The composer wrote a symphony based on data from the Milky Way captured by NASA telescopes.
It turned out something similar to the soundtrack to the film, writes Space.
The piece of music “Where Parallel Lines Converge”, written by composer Sophie Katzner, is based on data from the Galactic Center.
The information was provided by NASA’s Chandra, Hubble and Spitzer telescopes. They conduct observations in different wavelengths of light – X-ray, infrared and optical. That’s a lot of information, such as bright starbursts, dense plumes of dust, and glowing stellar cores.
|Symphony of the Milky Way|
Therefore, the composer singled out three key elements:
- a binary star system detected in X-rays;
- a group of arcuate threads;
- the supermassive black hole Sagittarius A, which lurks in the very heart of our Milky Way.
Sound waves can be thought of as vibrations propagating through atoms and molecules floating in air. But in space there is only a vacuum, which does not transmit sound vibrations.
So the symphony is a sonic interpretation of the data, just as an image from the James Webb telescope is an optical interpretation of infrared signals.
“I approached the form from a different perspective than the original voices: instead of scanning the image horizontally and treating the X-axis as time, I instead focused on small areas of the image, creating short vignettes corresponding to these instances, approaching the fragment, as if I were writing music for a film to accompany the image”– noted composer Katzner.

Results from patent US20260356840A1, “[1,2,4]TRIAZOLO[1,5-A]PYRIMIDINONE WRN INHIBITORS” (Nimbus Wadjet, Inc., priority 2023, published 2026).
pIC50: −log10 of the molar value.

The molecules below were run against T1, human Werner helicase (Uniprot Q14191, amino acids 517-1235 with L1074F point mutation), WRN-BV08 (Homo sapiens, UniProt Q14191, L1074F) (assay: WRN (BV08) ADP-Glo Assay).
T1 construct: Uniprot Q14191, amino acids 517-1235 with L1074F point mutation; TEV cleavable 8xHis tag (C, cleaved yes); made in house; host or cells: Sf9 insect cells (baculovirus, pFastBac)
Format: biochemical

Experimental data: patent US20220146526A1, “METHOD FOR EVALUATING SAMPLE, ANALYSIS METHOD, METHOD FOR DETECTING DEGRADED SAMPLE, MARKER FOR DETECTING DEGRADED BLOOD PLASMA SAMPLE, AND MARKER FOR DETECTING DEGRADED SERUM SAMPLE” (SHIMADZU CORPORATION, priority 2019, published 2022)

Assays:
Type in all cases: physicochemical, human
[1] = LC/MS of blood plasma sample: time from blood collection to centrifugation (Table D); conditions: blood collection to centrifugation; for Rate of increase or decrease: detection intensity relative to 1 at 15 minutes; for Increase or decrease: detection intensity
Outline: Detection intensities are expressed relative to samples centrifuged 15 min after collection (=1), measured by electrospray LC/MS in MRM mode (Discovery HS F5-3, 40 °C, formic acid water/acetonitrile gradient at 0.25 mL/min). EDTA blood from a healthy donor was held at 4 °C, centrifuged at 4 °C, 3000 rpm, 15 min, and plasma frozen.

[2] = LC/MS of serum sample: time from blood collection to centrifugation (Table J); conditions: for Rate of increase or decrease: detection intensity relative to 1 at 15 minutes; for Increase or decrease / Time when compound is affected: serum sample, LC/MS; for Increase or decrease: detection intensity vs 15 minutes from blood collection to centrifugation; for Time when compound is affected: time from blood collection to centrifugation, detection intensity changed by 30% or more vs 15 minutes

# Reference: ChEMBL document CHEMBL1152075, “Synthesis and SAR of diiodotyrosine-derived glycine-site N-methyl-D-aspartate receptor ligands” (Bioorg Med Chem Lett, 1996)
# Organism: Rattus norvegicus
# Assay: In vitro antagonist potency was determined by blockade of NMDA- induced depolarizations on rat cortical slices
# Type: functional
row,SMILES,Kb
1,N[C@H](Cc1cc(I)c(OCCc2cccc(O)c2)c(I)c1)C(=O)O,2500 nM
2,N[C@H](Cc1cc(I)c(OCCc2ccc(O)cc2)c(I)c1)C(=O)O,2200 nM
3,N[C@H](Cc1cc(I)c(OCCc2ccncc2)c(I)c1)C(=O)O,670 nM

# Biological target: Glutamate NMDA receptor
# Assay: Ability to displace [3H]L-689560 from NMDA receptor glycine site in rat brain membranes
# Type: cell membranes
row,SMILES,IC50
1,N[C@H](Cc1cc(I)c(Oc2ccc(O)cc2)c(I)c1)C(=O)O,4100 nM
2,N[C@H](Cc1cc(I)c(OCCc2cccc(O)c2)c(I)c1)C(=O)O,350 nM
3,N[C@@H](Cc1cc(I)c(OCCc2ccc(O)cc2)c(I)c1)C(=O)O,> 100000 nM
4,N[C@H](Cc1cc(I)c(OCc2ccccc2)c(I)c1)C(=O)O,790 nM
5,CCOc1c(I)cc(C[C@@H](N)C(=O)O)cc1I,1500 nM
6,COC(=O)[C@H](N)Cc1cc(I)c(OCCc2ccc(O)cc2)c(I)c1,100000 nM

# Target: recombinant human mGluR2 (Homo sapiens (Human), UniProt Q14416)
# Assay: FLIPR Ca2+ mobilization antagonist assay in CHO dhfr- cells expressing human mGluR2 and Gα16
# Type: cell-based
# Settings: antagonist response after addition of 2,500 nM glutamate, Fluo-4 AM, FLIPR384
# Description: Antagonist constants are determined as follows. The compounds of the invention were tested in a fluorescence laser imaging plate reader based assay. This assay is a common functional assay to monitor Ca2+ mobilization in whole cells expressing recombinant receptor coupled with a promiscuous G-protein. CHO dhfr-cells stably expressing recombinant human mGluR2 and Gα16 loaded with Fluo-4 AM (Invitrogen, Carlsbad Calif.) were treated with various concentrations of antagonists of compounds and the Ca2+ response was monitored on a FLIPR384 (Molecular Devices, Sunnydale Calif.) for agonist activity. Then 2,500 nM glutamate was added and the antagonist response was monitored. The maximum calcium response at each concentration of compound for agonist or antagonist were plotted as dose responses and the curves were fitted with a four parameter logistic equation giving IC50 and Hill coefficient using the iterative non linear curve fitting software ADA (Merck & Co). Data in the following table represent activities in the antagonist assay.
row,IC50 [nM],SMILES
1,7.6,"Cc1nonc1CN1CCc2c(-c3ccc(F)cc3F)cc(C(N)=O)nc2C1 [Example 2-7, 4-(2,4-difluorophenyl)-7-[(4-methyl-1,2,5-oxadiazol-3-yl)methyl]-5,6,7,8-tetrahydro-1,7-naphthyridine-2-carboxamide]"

The composition is divided into three parts that “play” from left to right.
“The light of objects located at the top of the image is heard as higher pitches, while the intensity of the light controls the volume. Stars and compact sources become individual notes, while large clouds of gas and dust create an evolving drone“, explains the dubbing team.
Previously, scientists tried to simply amplify the waves that they received from the telescope. For example, last year, scientists detected a sufficient amount of gas in the black hole in the Perseus cluster, in which it is possible to “catch” sound.
But when the resulting ripples were translated into a real musical note, it turned out to be too low to be perceived by the human ear.
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